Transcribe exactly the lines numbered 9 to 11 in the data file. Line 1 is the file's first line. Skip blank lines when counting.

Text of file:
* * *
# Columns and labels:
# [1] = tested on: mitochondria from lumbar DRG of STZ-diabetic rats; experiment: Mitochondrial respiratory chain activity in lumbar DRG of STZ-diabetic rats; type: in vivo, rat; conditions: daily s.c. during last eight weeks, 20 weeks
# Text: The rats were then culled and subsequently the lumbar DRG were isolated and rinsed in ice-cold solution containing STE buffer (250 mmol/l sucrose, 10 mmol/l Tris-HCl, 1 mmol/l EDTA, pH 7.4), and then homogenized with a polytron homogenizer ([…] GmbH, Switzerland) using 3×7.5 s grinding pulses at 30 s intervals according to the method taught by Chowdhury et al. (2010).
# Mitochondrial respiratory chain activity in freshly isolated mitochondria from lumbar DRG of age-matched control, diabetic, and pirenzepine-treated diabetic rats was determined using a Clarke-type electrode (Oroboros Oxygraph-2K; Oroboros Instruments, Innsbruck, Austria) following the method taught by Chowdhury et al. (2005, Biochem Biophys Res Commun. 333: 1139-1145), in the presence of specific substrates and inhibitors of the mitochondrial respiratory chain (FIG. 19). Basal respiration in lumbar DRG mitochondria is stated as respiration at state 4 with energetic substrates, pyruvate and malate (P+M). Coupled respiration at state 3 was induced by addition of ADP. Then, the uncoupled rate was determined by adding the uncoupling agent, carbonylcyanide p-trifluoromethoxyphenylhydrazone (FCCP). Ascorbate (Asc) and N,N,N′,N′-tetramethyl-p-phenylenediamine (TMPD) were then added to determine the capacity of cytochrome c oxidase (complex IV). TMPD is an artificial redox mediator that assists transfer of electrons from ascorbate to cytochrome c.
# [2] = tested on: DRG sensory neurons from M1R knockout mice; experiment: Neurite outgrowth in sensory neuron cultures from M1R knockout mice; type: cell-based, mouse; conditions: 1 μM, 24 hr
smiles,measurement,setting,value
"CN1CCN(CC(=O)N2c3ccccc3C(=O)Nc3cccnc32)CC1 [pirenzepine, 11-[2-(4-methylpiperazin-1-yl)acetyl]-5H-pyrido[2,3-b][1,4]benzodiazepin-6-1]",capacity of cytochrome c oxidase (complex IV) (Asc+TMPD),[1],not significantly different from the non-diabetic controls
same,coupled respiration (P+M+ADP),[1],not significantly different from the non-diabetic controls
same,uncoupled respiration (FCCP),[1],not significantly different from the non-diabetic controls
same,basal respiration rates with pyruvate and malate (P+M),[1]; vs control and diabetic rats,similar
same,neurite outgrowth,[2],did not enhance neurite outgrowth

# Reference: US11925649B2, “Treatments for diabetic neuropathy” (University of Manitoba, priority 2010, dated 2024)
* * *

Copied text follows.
same,uncoupled respiration (FCCP),[1],not significantly different from the non-diabetic controls
same,basal respiration rates with pyruvate and malate (P+M),[1]; vs control and diabetic rats,similar
same,neurite outgrowth,[2],did not enhance neurite outgrowth